A prairie strip growing in wheat at the KBS LTER Main Cropping Systems Experiment.

Landscape Diversity Enhances Pest Suppression

Kellogg Biological Station LTER
A prairie strip growing in wheat at the KBS LTER Main Cropping Systems Experiment. Simplification of agricultural landscapes reduces abundance of predatory insects, at substantial cost to farmers and society. Diverse landscapes harbor generalist predators such as ladybird beetles, which control crop pests such as soybean aphids, limiting the need for insecticide use. Given global... Read more »

Carbon Storage Responds to Forest Growth, Mortality, and Climate

Andrews Forest LTER
Old-growth forest-stream ecosystems store enormous amounts of carbon. Andrews LTER researchers found that forest biomass accumulated at relatively linear rates over a century – counter to theoretical predictions that biomass accumulation would slow during forest succession. They also found that climate change related mortality at Andrews is low compared to other forests in the western... Read more »

Newly Recognized Stream Responses to Warming Trends

Andrews Forest LTER
Cross-site comparisons reveal varying long term trends in nitrogen exports, and varying responses to warming trends. Although theory predicts that streamflow should recover quickly after disturbance, paired watershed comparisons found decreases in summer flow (relative to undisturbed watersheds) in regenerating post-harvest forests 25 to 45 years old.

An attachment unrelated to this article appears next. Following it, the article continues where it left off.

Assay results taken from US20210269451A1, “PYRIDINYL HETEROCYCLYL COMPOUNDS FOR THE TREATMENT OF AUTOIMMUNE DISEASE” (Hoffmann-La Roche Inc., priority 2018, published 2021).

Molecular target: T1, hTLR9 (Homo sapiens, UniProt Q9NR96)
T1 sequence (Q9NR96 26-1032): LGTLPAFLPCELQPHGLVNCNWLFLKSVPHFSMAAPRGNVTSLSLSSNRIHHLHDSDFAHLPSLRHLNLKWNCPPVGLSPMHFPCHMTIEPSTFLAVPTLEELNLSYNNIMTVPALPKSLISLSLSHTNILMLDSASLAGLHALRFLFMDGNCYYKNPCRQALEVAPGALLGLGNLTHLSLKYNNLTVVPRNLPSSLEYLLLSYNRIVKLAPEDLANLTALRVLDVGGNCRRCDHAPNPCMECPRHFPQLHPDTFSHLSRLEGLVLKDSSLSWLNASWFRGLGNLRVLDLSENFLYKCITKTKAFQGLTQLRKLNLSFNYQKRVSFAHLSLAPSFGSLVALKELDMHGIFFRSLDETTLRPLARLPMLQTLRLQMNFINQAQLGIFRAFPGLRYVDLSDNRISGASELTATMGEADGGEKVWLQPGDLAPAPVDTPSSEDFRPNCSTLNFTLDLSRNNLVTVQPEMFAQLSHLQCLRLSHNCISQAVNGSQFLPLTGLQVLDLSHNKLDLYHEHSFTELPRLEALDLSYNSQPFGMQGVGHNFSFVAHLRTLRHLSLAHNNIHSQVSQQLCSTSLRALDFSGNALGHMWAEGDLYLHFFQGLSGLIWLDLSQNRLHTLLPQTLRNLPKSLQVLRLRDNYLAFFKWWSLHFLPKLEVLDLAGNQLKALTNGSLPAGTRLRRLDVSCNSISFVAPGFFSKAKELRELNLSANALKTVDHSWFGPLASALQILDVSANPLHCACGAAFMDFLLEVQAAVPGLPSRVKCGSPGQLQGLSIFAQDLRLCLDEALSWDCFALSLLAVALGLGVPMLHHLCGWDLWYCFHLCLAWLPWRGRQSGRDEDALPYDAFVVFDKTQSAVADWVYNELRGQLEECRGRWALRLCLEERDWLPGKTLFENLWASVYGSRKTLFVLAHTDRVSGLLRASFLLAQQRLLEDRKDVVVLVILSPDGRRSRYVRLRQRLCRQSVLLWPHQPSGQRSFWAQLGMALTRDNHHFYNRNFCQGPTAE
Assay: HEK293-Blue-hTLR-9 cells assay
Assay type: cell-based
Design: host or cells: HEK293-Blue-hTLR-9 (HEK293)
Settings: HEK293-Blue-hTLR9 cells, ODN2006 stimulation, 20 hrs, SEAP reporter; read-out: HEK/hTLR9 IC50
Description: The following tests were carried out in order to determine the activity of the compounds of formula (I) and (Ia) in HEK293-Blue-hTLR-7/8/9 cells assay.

Biodiversity Losses and Gains

Andrews Forest LTER
The northern spotted owl, an iconic species in federal lands policy, continues to decline. Over 4,000 invertebrate species have been recorded at AND LTER since 1991. Native climate-sensitive bird species appear to be persisting, despite multi-decade warming, likely because old forests buffer micro-climate.  

Pioneering Urban System Science

Baltimore Ecosystem Study
Researchers at BES LTER developed new theory and methods for characterizing the multidimensional, multidisciplinary nature of urban ecosystems. This work sparked the development of a new “urban systems science” which has become a key component of sustainability science across the globe.  

Understanding Urban Watersheds

Baltimore Ecosystem Study
Baltimore LTER research showed that nutrient cycling and retention in urban watersheds are driven by complex dynamics, with surprisingly high nitrogen retention, climate sensitivity, and surface water-groundwater interactions. These studies have been a foundation for novel analyses of how ecosystems are affected by contaminants of emerging concern.  

Recognizing Social Feedbacks

Baltimore Ecosystem Study
The BES LTER Household Telephone Survey provided information on environmental knowledge, perceptions, values, and behaviors of residents, their influence on ecosystem structure and function, and the ways that ecosystem structure and function may affect residents’ physical activity, social cohesion, perception of neighborhood desirability, and willingness to relocate.  

Unexpected Urban Biodiversity

Baltimore Ecosystem Study